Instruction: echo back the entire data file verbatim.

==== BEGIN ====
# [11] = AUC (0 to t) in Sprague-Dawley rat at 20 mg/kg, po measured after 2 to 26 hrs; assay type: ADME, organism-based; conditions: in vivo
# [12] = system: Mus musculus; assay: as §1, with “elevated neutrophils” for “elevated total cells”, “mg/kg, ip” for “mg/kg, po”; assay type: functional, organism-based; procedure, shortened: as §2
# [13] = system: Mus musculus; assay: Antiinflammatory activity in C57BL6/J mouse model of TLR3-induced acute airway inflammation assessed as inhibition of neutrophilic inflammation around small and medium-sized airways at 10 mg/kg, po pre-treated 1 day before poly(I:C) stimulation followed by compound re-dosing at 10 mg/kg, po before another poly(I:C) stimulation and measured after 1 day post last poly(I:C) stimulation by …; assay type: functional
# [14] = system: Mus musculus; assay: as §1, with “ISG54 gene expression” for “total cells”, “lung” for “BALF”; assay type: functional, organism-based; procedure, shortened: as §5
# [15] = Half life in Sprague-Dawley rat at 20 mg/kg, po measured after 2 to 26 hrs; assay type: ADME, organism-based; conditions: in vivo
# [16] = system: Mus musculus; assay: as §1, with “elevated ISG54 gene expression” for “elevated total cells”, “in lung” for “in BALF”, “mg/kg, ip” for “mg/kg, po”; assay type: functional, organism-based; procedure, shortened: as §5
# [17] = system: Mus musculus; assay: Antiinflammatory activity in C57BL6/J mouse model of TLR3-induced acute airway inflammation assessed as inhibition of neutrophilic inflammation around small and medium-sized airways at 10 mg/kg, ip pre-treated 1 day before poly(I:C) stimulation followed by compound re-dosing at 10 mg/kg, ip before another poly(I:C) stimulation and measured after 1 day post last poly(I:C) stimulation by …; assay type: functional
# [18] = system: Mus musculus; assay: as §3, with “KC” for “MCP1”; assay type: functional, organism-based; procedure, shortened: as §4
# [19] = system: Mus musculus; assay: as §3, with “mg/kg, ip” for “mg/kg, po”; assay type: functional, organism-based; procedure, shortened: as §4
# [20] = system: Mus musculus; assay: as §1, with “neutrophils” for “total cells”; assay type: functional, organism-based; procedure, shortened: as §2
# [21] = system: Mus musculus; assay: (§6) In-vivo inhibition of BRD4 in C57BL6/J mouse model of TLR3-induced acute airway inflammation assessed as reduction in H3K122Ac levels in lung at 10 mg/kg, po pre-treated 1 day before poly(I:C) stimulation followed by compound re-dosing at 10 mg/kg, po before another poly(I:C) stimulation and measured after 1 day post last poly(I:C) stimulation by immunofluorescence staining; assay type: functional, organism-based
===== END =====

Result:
# [11] = AUC (0 to t) in Sprague-Dawley rat at 20 mg/kg, po measured after 2 to 26 hrs; assay type: ADME, organism-based; conditions: in vivo
# [12] = system: Mus musculus; assay: as §1, with “elevated neutrophils” for “elevated total cells”, “mg/kg, ip” for “mg/kg, po”; assay type: functional, organism-based; procedure, shortened: as §2
# [13] = system: Mus musculus; assay: Antiinflammatory activity in C57BL6/J mouse model of TLR3-induced acute airway inflammation assessed as inhibition of neutrophilic inflammation around small and medium-sized airways at 10 mg/kg, po pre-treated 1 day before poly(I:C) stimulation followed by compound re-dosing at 10 mg/kg, po before another poly(I:C) stimulation and measured after 1 day post last poly(I:C) stimulation by …; assay type: functional
# [14] = system: Mus musculus; assay: as §1, with “ISG54 gene expression” for “total cells”, “lung” for “BALF”; assay type: functional, organism-based; procedure, shortened: as §5
# [15] = Half life in Sprague-Dawley rat at 20 mg/kg, po measured after 2 to 26 hrs; assay type: ADME, organism-based; conditions: in vivo
# [16] = system: Mus musculus; assay: as §1, with “elevated ISG54 gene expression” for “elevated total cells”, “in lung” for “in BALF”, “mg/kg, ip” for “mg/kg, po”; assay type: functional, organism-based; procedure, shortened: as §5
# [17] = system: Mus musculus; assay: Antiinflammatory activity in C57BL6/J mouse model of TLR3-induced acute airway inflammation assessed as inhibition of neutrophilic inflammation around small and medium-sized airways at 10 mg/kg, ip pre-treated 1 day before poly(I:C) stimulation followed by compound re-dosing at 10 mg/kg, ip before another poly(I:C) stimulation and measured after 1 day post last poly(I:C) stimulation by …; assay type: functional
# [18] = system: Mus musculus; assay: as §3, with “KC” for “MCP1”; assay type: functional, organism-based; procedure, shortened: as §4
# [19] = system: Mus musculus; assay: as §3, with “mg/kg, ip” for “mg/kg, po”; assay type: functional, organism-based; procedure, shortened: as §4
# [20] = system: Mus musculus; assay: as §1, with “neutrophils” for “total cells”; assay type: functional, organism-based; procedure, shortened: as §2
# [21] = system: Mus musculus; assay: (§6) In-vivo inhibition of BRD4 in C57BL6/J mouse model of TLR3-induced acute airway inflammation assessed as reduction in H3K122Ac levels in lung at 10 mg/kg, po pre-treated 1 day before poly(I:C) stimulation followed by compound re-dosing at 10 mg/kg, po before another poly(I:C) stimulation and measured after 1 day post last poly(I:C) stimulation by immunofluorescence staining; assay type: functional, organism-based